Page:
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Helping Our Students Make Friends
By Ben Fishman 13-Nov-19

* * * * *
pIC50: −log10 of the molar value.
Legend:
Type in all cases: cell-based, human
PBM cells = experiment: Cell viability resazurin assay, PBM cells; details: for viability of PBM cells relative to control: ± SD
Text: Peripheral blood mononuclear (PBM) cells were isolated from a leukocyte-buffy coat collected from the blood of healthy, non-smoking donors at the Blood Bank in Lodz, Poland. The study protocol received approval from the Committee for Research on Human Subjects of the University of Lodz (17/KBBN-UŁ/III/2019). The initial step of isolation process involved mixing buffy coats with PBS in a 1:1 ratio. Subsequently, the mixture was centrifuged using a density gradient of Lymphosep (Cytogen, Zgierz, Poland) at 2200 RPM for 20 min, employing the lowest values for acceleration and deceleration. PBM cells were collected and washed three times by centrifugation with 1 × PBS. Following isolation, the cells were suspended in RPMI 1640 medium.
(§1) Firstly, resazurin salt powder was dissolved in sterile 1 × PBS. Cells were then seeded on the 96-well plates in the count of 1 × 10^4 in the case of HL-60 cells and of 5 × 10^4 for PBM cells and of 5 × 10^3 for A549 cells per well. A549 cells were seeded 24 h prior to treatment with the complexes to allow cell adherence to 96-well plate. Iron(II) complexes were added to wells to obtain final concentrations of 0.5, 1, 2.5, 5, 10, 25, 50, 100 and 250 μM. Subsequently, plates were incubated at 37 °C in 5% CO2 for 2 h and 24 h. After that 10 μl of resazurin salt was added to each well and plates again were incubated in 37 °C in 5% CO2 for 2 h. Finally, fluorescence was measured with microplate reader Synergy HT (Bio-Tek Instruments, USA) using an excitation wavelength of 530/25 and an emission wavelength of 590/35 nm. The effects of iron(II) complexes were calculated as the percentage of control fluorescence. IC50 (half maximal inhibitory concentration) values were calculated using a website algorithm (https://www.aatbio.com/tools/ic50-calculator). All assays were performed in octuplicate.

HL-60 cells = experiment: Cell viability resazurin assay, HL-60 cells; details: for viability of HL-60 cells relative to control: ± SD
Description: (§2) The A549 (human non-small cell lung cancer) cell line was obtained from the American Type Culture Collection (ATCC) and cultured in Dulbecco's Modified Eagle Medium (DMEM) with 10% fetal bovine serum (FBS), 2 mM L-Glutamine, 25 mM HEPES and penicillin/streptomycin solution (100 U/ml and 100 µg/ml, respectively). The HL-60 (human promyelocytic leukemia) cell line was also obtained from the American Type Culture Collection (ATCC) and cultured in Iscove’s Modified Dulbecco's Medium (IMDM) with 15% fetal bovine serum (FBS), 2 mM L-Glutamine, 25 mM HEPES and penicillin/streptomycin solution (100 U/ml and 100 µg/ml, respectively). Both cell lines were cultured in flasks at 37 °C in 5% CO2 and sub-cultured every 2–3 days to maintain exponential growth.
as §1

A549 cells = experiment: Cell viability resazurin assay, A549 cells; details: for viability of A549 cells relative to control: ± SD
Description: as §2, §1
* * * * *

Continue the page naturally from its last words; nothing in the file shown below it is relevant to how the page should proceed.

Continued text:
Ling, a Grade 2 student at your school, comes in from recess and appears to be quite distraught. She goes on to tell you that Min, her BFF (best friend forever), was happily eating her snack at morning recess with the new student from Hong Kong, Elizabeth. Every day, Ling has her snack with Min, and today she is feeling left out after having walked all over the playground looking for her friend. “I wanted to join them,” she says, “so I waved at Min and Elizabeth, but there were no smiles from them. So I stopped. I did not know what to do, and I turned around and walked the other way and began to cry.” Whether your students are in pre-kindergarten or seniors in high school, feeling included within and outside of the classroom is paramount in their world. It can be hard for educators to see our students sad or feeling anxious about friendship dynamics. Although they do not need to have several friends or be well-liked at school to do well, if they don’t have at least one or two good friends our concern about students’ emotional wellbeing is probably justified. Teachers play an important role in helping children gain and keep friends. As is true for adults, having friends is important to children. They promote positive emotional wellbeing and a feeling of inclusion and belonging. Healthy friendships provide children with cognitive skills for problem solving and acquiring new knowledge. They also help children to develop social skills, find a positive outlet in which to express their feelings, and provide infusions of joy throughout the day. Finally, friendships among young people offer opportunities to form lasting relationships. Some children may find it easy to make friends at school or in their neighborhoods, but others don’t. Why is this? And how can educators help their students to make friends? Children develop a path to making friends around the age of three or four. Some, especially lower-primary elementary-age students, may need help developing social skills such as empathy, problem-solving, cooperation, and communication skills before they are comfortable making friends. More importantly, they need our understanding and assistance when they do not seem to want to make friends. Helping your students to make friends begins by encouraging them to tell you about their daily experiences. This is true whether or not your students show signs of shyness, avoidance, and inhibition, which might include avoiding social situations that should be pleasurable, being passive or pessimistic, and indulging in excessive computer use that is not social in nature. Such dispositions may escalate to pose future challenges in cultivating friendships. Encouraging students to communicate with you by telling stories and sharing information about their daily experiences and how they feel about them will allow you to help them connect with other children. Some children are more comfortable moving about and talking to large groups of kids. They can be seen actively seeking connections, waving to and walking over to a group of children. Others are more comfortable spending time alone engaged in activities such as reading, playing computer games, and watching others socialize. In a room with other kids, they can be seen initially glancing toward another child, as though waiting for a nod or smile, before walking over and beginning a conversation. We can do something to facilitate such contacts when we spend enough time with our students and when we listen to them without judgement. We also help our children make friends when we serve as good examples. This involves showing them what it means to be kind by giving compliments, waving to a friend, greeting and communicating with other children. These are all basic but important skills that some students may need help learning. Listening to others and understanding what they are going through teaches our children to connect by empathizing. When children learn from us how these simple gestures help them gain friends, they will now be ready to talk, become empowered, and form friendships. Educators can do this by creating or finding various opportunities for them to socialize and play with other children. Some examples may be: getting students involved in extracurricular activities (music, sports, drama, etc.), encouraging parents to set up play dates, and signing them up for classes over long breaks so that kids can interact and meet their peers in several different settings. Making friends is a lifelong process and will have its ups and downs. We can support our kids through trying times by listening to them and acknowledging their feelings. Children develop into well-rounded, emotionally healthy human beings by building friendships. When we give time to truly understanding them and when we show them how to be a good friend to the people we know and care about, we give our children the skills to be confident and compassionate in engaging with other people from all walks of life. Friendships provide a richness and happiness your child will always treasure, alongside success in school, as well as a support system in life which gives our children the courage to live their dreams. Ben Fishman is currently working as an elementary school counselor at Concordia International School Shanghai.
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